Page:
“Ecocriticism and African Diasporic Cultural Production” Panel (Yale English Department)

Event time: 
Friday, March 19, 2021 - 4:00pm
https://english.yale.edu/zoom-links See map
Event description: 
The Theory and Media Studies Colloquium with the Literature, Arts, & the Environment and Race, Gender, & Sexuality Studies colloquia present Ecocriticism and African Diasporic Cultural Production Panel, featuring Cajetan Iheka, Axelle Karera, Sonya Posmentier, and Jennifer Wenzel. 
The event will be held on Zoom Friday, March 19th at 4:00pm.
Cajetan Iheka is Associate Professor of English at Yale University, specializing in African literature, ecocriticism, ecomedia, and world literature. He is the author of Naturalizing Africa: Ecological Violence, Agency, and Postcolonial Resistance in African Literature (Cambridge University Press, 2018), winner of the 2019 Ecocriticism Book Award of the Association for the Study of Literature and Environment, and the 2020 First Book Prize of the African Literature Association. His next single-authored book, African Ecomedia: Network Forms, Planetary Politics, is forthcoming from Duke University Press later in 2021. The book positions Africa at the center of discourses on media ecologies, materiality, and infrastructure. Also forthcoming in summer 2021 is an edited volume in the MLA Options for Teaching Series, titled Teaching Postcolonial Environmental Literature and Media. Professor Iheka also coedited African Migration Narratives: Politics, Race, and Space (University of Rochester Press, 2018), and Environmental Transformations, a special issue of African Literature Today. His articles have appeared or are forthcoming in refereed venues such as Interdisciplinary Studies in Literature and Environment, Environmental Ethics, Research in African Literatures, The Cambridge Companion to the Environmental Humanities, and the Oxford Handbook of Nigerian Politics. He currently serves as deputy editor of African Studies Review, the multidisciplinary journal of the African Studies Association.
Axelle Karera  is an assistant professor of philosophy at Emory University. Her work is situated at the intersection of 20th century continental philosophy, black critical theory, contemporary critical theories, and the environmental humanities. In addition to forthcoming work on blackness and ontology, as well as blackness and hospitality, she is currently completing her first monograph titled The Climate of Race: Blackness and the Pitfalls of Anthropocene Ethics, in which she examines the question of relationality in new materialist ontology and speculative realism’s purported return to metaphysics. More importantly, the book’s investigations attempt to discern the ethical crux of critical thought in the age of the Anthropocene in order to attend to its conspicuous - and perhaps even necessary - disavowals on matters pertaining to racial ecocides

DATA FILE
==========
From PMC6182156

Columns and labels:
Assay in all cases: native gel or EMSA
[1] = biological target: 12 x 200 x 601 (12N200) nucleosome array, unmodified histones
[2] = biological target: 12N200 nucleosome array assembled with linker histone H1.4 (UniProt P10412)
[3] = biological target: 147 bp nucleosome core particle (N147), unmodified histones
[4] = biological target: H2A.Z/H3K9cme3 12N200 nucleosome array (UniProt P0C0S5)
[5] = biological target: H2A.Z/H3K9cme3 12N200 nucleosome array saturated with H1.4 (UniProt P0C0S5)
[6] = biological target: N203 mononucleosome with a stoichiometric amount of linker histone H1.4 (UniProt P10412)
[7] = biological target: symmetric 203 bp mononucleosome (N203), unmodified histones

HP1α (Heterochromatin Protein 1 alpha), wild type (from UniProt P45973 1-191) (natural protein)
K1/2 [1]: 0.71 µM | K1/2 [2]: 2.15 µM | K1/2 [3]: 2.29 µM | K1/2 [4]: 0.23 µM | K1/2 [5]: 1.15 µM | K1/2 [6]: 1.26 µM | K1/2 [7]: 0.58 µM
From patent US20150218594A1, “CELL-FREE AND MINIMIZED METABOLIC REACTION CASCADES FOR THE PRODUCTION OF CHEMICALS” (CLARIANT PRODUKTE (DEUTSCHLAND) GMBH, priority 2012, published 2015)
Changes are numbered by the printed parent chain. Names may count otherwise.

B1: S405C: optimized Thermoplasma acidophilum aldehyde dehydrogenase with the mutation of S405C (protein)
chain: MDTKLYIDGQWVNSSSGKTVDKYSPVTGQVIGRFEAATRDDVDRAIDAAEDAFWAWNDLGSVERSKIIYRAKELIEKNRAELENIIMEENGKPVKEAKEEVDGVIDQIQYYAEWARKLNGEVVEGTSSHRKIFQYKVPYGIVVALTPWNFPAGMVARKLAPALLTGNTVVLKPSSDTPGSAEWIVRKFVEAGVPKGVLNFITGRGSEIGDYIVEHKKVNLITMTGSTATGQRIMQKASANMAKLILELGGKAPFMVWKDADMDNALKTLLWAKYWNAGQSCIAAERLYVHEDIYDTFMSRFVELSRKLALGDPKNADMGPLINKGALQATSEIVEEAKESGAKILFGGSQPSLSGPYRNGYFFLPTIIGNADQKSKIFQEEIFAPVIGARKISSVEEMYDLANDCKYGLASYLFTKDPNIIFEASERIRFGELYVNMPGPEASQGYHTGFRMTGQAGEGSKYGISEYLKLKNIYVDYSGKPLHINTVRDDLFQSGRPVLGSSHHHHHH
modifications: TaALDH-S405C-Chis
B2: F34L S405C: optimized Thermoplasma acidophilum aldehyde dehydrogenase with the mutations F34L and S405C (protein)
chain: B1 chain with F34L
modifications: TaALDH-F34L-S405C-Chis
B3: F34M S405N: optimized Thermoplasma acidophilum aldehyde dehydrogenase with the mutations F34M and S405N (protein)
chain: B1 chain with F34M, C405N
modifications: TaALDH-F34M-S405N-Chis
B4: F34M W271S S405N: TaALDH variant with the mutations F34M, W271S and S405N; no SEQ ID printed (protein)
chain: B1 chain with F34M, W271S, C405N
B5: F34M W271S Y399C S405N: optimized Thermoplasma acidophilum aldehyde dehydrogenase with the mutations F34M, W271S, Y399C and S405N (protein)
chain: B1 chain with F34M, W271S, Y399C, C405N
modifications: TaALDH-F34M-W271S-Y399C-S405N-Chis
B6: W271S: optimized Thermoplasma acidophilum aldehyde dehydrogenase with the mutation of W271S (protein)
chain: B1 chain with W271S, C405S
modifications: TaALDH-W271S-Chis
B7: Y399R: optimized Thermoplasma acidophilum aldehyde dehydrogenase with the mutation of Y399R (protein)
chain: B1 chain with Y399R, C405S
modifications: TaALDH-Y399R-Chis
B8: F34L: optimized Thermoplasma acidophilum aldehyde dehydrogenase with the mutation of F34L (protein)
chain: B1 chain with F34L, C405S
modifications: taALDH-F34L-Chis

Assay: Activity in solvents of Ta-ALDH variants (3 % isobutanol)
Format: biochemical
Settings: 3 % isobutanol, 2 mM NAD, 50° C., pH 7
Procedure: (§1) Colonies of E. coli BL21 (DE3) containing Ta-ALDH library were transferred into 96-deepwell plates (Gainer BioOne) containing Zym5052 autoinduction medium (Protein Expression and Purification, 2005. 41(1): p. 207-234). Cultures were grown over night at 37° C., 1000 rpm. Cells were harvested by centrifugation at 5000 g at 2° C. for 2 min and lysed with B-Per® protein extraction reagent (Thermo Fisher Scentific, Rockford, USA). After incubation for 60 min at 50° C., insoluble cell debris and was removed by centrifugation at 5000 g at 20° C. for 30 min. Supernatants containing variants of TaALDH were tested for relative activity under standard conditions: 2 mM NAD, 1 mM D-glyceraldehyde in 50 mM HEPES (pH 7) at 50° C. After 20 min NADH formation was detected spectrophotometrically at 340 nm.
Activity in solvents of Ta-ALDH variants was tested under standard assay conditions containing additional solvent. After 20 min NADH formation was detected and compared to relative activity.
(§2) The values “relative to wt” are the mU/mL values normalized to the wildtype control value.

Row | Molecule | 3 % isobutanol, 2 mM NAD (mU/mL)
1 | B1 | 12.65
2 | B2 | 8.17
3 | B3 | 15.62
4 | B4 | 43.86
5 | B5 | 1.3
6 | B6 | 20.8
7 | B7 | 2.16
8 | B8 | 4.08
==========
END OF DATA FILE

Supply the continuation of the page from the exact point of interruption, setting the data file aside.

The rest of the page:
Sonya Posmentier is an Associate Professor in the Department of English at New York University, where she teaches African American and Black Diasporic literature and culture, poetry and poetics, and environmental literature. Her first book Cultivation and Catastrophe: The Lyric Ecology of Modern Black Literature was published in 2017 by Johns Hopkins University Press, and is a recipient of the William Sanders Scarborough award from the Modern Language Association. She is at work on a new book, Black Reading, about the intersecting histories of black cultural studies and modern lyric theory, as well as a collection of essays focused on poetry and environmental citizenship and statelessness. Her essays and articles have appeared in The New York Times Book Review, American Literature, American Literary History, Public Books and elsewhere.
Jennifer Wenzel is an Associate Professor jointly appointed in the Department of English and Comparative Literature and the Department of Middle Eastern, South Asian, and African Studies at Columbia. Her book Bulletproof: Afterlives of Anticolonial Prophecy in South Africa and Beyond, was awarded Honorable Mention for the Perkins Prize by the International Society for the Study of Narrative. With Imre Szeman and Patricia Yaeger, she co-edited Fueling Culture: 101 Words for Energy and Environment. Her new book, The Disposition of Nature: Environmental Crisis and World Literature, was shortlisted for the 2020 Book Prize awarded by the Association for the Study of the Arts of the Present (ASAP). Her essays on postcolonial theory, environmental and energy humanities, memory studies, and African and South Asian literatures, have appeared in journals including Alif, Cultural Critique, Modern Fiction Studies, PMLA, Postcolonial Studies, Public Culture, Research in African Literatures, and Resilience. She has held fellowships from the Mellon Foundation, ACLS, NEH, and Princeton University’s Davis Center for Historical Studies. She is currently at work on a new book project, “The Fossil-Fueled Imagination: How (and Why) to Read for Energy.”